Thailand’s fifth richest person and the owner of Leicester City Football Club (LCFC) and the King Power Group, Vichai Srivaddhanaprabha, has been confirmed as one of five people killed Saturday night (Oct 27) in a helicopter crash outside the King Power Stadium in England.
Mr Srivaddhanaprabha was reportedly leaving the stadium to return to his home in London aboard his private helicopter, an AgustaWestland AW169, after his team had played a 1-1 draw with West Ham United.
British police named the four other victims as Nursara Suknamai and Kaveporn Punpare, two of Mr Srivaddhanaprabha’s staff, pilot Eric Swaffer, and passenger Izabela Roza Lechowicz.
Aiyawatt Srivaddhanaprabha, Leicester’s vice-chairman and Mr Srivaddhanaprabha’s son, was not at the game.
In a statement issued late on Sunday LCFC announced that Mr Srivaddhanaprabha was among five people killed when his helicopter crashed on Saturday (Oct 27) night.
“Everyone at the Club has been truly touched by the remarkable response of the football family, whose thoughtful messages of support and solidarity have been deeply appreciated at this difficult time”, the statement said.
A book of condolence will be opened at the King Power stadium from Tuesday and the team postponed its coming game against Southampton.
Eyewitness reports say the helicopter had only been airborne for several minutes and had only cleared the height of the stadium, before spiralling into the staff car park at the rear of the sports ground creating a huge fireball on impact.
Photographer Ryan Brown told BBC that the engine of the helicopter sounded as if it stopped once it reached the height of the stadium roofing.
“The helicopter just went silent, I turned round and it was just spinning, out of control. And then there was a big bang and then [a] big fireball”, he said.
Immediately following the crash LCFC security and ground staff are reported as attempting to prevent bystanders and media from videoing or photographing the crash, before emergency services eventually erected a perimeter.
LCFC club goalkeeper Kasper Schmeichel was seen at the crash site crying.
Mr Srivaddhanaprabha bought LCFC in 2010 for about US$50 million and is credited with being the driving force behind it clawing its way out of the English Football League (EFL) third division to win its first ever Premier League title in 2016. In 2017 he extended his football interest with the purchase of the Belgian club OH Leuven which plays in the Belgian second division.
Mr Srivaddhanaprabha, whose last name was bestowed by former King Bhumibol Adulyadej in 2012 and means “light of progressive glory”, opened his first duty-free shop in Bangkok in 1989. It has grown to become the dominate duty-free outlet operator in Thailand and is now worth about $5 billion.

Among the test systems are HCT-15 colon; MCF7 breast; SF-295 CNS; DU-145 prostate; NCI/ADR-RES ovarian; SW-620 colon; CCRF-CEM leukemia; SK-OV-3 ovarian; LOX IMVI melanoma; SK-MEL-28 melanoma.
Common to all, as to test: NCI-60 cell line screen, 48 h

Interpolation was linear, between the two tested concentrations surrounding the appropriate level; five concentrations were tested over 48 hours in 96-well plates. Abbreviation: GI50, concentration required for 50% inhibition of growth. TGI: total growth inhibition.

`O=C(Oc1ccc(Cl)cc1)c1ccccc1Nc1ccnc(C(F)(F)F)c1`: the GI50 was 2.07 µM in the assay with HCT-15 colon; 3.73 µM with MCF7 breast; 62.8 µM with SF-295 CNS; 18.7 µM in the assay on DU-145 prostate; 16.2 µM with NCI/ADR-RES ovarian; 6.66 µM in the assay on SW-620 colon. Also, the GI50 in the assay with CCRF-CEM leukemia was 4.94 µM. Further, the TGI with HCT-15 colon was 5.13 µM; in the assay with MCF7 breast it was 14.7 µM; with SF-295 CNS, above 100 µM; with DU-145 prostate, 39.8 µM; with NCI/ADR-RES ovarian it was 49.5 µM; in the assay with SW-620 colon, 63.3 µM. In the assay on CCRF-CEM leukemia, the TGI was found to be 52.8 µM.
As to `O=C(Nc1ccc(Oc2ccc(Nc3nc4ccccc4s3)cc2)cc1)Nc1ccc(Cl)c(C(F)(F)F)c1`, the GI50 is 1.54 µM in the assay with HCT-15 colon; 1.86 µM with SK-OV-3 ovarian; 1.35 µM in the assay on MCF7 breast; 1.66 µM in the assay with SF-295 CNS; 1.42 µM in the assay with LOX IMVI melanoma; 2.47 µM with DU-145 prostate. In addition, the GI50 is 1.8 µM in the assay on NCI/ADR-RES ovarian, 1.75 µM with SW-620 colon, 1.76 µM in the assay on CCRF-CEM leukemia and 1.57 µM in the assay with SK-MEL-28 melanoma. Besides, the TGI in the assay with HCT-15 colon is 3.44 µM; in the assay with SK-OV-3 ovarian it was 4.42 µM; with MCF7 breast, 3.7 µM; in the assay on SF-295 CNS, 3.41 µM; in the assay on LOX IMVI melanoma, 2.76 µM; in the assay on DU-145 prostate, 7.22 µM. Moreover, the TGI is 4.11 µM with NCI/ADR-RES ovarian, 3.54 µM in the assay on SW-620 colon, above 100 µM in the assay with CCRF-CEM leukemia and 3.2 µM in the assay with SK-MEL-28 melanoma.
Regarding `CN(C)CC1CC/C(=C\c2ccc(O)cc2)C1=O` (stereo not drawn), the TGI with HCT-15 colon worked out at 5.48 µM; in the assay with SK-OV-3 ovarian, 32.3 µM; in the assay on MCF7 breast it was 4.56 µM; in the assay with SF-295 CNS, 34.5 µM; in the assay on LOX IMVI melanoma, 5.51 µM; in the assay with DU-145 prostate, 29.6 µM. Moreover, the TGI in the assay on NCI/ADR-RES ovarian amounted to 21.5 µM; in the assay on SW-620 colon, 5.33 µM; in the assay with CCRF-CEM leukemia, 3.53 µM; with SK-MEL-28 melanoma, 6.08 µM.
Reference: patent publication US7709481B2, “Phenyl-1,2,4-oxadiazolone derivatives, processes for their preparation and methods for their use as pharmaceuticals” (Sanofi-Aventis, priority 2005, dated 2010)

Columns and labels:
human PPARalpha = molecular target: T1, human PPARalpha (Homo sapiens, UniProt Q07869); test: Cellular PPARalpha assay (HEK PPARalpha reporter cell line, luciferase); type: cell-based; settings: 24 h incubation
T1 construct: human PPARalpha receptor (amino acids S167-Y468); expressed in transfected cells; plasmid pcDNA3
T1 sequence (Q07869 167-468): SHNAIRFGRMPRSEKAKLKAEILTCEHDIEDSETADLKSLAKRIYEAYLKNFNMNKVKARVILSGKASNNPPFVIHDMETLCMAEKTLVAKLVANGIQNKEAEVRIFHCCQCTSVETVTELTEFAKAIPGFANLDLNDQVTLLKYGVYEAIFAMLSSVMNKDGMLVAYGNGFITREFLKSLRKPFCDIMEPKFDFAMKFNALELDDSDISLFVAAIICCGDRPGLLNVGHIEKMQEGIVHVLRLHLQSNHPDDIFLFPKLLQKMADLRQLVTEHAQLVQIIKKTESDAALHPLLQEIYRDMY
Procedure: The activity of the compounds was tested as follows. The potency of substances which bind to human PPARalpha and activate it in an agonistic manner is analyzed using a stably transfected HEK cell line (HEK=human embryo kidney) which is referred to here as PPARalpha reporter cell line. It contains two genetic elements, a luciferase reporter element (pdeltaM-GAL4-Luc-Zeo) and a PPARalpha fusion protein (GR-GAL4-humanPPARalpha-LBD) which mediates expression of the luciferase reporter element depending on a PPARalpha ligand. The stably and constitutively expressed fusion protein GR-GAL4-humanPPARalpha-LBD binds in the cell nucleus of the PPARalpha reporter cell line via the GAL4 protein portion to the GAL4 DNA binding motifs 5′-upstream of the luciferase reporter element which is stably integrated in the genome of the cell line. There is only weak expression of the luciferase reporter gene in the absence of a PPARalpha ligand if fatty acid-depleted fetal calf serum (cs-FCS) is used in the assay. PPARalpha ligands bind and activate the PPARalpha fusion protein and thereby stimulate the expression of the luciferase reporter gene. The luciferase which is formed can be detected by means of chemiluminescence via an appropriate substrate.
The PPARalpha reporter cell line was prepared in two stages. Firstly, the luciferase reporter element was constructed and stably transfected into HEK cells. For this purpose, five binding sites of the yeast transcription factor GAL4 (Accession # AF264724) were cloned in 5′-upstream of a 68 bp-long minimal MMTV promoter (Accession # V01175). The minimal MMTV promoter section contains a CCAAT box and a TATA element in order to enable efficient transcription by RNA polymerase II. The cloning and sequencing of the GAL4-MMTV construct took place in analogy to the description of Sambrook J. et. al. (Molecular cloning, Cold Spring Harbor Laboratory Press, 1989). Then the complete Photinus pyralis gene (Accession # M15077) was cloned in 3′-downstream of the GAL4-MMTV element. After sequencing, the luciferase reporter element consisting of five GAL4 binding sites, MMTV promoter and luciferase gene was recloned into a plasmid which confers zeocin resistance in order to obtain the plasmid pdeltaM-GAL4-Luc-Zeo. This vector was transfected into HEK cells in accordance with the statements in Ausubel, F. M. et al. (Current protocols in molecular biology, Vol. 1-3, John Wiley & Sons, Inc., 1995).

|Video purporting to show King Power Group boss and Leicester City Football Club (LCFC) owner, Vichai Srivaddhanaprabha, walking towards the ill-fated helicopter moments before it crashed Video Elixir of Life|
Last month a Thai court dismissed a $327 million corruption case against the company.
The AgustaWestland AW169 is a twin-engine, 10-seat, helicopter developed and manufactured by the Leonardo’s Helicopter Division of Italy’s Finmeccanica group.
Emails and phone calls to King Power Group in Bangkok have not been responded to. Thailand’s Ministry of Foreign Affairs (MFA) did not respond to a request for comment.
Originally published as: King Power boss thought killed in fiery England helicopter crash (video)
This has been a breaking news story. Updates are now concluded for this story.
- Vichai Srivaddhanaprabha: author of Leicester’s football fairytale (Journal du Cameroun)
- Leicester City owner’s helicopter crashes near stadium after match (The Guardian)
- Thai court dismisses corruption case against Leicester’s owner King Power (The Guardian)
- Leicester City Owner’s Helicopter Crashes After Match (Khaosod English)
He has spent extensive periods of time working in Africa and throughout Southeast Asia.
He has covered major world events including the 1991 pillage riots in Zaire, the 1994 Rwanda genocide, the 1999 East Timor independence unrest, the 2004 Asian tsunami, and the 2009, 2010 and 2014 Bangkok political protests.
In 1995 he was a Walkley Award finalist, the highest awards in Australian journalism, for his coverage of the 1995 Zaire (now Democratic Republic of Congo) Ebola outbreak.
Prior to AEC News Today he was the deputy editor and Thailand and Greater Mekong Sub-region editor for The Establishment Post.
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